“I take that challenge very personally,” he said. “When I first got into the industry, especially the pneumatic side, somebody had to teach me. I was that guy watching the older drivers. ‘How does the tank operate? What made it do this? What made the blower do that?’
“So now the knowledge that I have, I can give it back to the next generation,” he explained. “As these guys get older, we’re going to be looking at them.
“I take pride in being a role model in this industry and being the person to help teach the young guys coming in, and sometimes even guys that’s older than me who are just getting into the tanker industry,” he continued. “I like helping to teach and develop all the new drivers into the tanker truck industry. It’s something I take pride in.”
A lot has changed during Tolliver’s two-plus decades on the road. In particular, the technology is much more sophisticated.
“When I started we didn’t have a GPS; we were getting the map out from California to Miami, Florida,” he said. “We’d be in Spokane, Washington, and we’ve got to go to Gainesville, Florida. We’d draw a string out on the map and just start going I-90, I-94, I-80, I-70, all the way down. That’s the way I was taught (to navigate) from the old-school truck drivers. You used to call the customer and get directions. Now you just can do Google Earth. Our job’s a lot easier now.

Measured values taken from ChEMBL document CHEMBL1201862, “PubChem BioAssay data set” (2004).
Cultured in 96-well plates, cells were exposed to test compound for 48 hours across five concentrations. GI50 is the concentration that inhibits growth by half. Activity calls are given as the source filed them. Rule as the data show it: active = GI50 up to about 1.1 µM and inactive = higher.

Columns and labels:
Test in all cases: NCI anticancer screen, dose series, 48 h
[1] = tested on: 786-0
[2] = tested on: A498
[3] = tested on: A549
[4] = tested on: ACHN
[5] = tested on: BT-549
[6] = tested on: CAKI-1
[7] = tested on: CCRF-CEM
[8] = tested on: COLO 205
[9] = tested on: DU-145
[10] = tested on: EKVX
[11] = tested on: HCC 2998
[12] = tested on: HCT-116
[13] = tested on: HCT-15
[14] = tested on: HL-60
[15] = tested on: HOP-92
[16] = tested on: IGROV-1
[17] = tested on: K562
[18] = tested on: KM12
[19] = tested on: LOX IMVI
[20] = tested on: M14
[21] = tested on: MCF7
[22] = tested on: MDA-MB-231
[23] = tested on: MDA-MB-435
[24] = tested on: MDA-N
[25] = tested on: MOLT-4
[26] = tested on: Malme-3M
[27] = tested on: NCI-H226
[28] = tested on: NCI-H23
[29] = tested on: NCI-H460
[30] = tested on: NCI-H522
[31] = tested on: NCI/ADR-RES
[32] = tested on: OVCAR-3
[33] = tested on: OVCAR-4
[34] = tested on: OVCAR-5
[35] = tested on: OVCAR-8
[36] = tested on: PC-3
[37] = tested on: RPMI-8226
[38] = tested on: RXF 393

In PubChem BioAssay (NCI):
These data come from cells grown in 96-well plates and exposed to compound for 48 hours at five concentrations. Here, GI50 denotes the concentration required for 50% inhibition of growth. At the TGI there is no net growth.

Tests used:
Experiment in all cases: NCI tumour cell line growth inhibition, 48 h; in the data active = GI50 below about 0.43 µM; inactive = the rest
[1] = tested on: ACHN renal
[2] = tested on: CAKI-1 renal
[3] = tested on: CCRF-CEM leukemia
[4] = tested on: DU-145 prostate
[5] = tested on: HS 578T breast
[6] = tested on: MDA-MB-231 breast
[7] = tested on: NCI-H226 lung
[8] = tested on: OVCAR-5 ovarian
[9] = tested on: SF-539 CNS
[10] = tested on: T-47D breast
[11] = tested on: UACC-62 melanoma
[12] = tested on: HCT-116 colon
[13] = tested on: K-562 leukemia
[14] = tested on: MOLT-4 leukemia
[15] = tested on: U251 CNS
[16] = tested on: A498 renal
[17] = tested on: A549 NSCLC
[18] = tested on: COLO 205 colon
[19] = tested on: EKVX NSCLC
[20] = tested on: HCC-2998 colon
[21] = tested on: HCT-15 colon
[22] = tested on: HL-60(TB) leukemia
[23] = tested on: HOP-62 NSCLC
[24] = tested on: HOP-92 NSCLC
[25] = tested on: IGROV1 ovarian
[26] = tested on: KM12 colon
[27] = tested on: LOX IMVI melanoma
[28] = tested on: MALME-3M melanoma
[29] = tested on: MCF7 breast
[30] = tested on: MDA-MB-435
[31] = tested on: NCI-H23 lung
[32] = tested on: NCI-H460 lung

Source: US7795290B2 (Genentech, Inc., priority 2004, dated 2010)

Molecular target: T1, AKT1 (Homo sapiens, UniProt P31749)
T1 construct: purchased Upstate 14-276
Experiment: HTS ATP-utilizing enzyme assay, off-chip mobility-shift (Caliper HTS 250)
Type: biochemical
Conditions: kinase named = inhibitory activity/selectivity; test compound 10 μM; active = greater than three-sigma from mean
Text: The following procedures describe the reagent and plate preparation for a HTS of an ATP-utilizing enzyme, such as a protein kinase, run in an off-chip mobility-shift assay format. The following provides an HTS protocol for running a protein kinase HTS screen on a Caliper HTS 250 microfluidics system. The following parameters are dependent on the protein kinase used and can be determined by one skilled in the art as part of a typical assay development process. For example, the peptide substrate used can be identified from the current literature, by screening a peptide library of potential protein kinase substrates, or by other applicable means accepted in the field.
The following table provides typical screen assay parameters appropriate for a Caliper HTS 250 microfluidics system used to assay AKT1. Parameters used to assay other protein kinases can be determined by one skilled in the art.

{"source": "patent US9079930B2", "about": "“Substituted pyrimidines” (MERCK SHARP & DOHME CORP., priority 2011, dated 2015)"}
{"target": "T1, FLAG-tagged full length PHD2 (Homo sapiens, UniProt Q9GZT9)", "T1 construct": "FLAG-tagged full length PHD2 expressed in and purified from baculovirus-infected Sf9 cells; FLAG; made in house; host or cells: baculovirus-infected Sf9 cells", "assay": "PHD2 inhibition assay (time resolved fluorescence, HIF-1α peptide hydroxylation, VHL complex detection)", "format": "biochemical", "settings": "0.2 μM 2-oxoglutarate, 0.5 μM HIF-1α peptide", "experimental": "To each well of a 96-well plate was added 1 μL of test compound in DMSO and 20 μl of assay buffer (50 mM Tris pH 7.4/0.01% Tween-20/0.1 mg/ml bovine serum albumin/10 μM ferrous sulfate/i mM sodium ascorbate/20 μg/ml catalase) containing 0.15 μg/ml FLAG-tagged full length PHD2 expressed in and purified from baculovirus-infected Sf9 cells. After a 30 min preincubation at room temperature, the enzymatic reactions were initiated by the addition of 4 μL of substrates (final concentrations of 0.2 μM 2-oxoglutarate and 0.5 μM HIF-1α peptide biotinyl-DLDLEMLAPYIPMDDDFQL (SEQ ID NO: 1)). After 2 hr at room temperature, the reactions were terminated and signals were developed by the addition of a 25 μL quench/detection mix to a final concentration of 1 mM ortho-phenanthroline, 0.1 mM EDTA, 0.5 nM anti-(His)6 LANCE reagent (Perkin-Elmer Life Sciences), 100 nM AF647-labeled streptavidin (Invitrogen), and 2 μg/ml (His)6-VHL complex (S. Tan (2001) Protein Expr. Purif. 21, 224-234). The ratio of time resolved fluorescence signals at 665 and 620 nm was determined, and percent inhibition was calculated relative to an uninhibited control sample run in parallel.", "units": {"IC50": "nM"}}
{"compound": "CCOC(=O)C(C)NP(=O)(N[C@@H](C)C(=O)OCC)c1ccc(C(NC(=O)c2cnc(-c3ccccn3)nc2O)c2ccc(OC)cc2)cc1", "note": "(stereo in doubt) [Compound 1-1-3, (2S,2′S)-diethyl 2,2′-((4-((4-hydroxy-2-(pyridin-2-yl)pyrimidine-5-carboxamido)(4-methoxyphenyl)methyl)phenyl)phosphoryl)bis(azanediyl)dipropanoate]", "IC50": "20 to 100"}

“The thing that really hasn’t changed is you still have to be a professional in every aspect of this industry,” he added. “I’m still the same guy as I was 22 years ago: ‘Yes sir, no ma’am, good morning sir.’ Those are things that have never changed. And my focus on staying safe; that’s another thing that’s never changed in this 22-year career.”
Tolliver’s long tenure and impeccable record have been recognized by the National Tank Truck Carriers. The association has named him as one of eight finalists for the 2022-2023 Driver of the Year; the winner will be announced in May.
Just talking about being considered for the honor brings a smile to Tolliver’s face and note of disbelief to his voice. More important than any award, however, he says he’d like his career to represent a goal young people could aspire to and follow in his footsteps.
“There is a high demand for truck drivers; we really need new guys coming in,” he said. “What inspires you to want to be a truck driver? For me personally, I really enjoy the freedom of it, getting to meet different people in this world, the equipment we have and the technology we have.
“For me, everything is about passion. If I was talking to a group of young people about trucking, I would tell them that to get into this industry and be successful at it, you have to have a passion for it,” he concluded.
Dwain Hebda is a freelance journalist, author, editor and storyteller in Little Rock, Arkansas. In addition to The Trucker, his work appears in more than 35 publications across multiple states each year. Hebda’s writing has been awarded by the Society of Professional Journalists and a Finalist in Best Of Arkansas rankings by AY Magazine. He is president of Ya!Mule Wordsmiths, which provides editorial services to publications and companies.